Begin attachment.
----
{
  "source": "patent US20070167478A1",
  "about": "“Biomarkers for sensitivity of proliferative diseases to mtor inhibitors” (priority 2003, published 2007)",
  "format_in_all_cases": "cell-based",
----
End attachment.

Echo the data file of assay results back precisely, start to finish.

{
  "source": "patent US20070167478A1",
  "about": "“Biomarkers for sensitivity of proliferative diseases to mtor inhibitors” (priority 2003, published 2007)",
  "format_in_all_cases": "cell-based",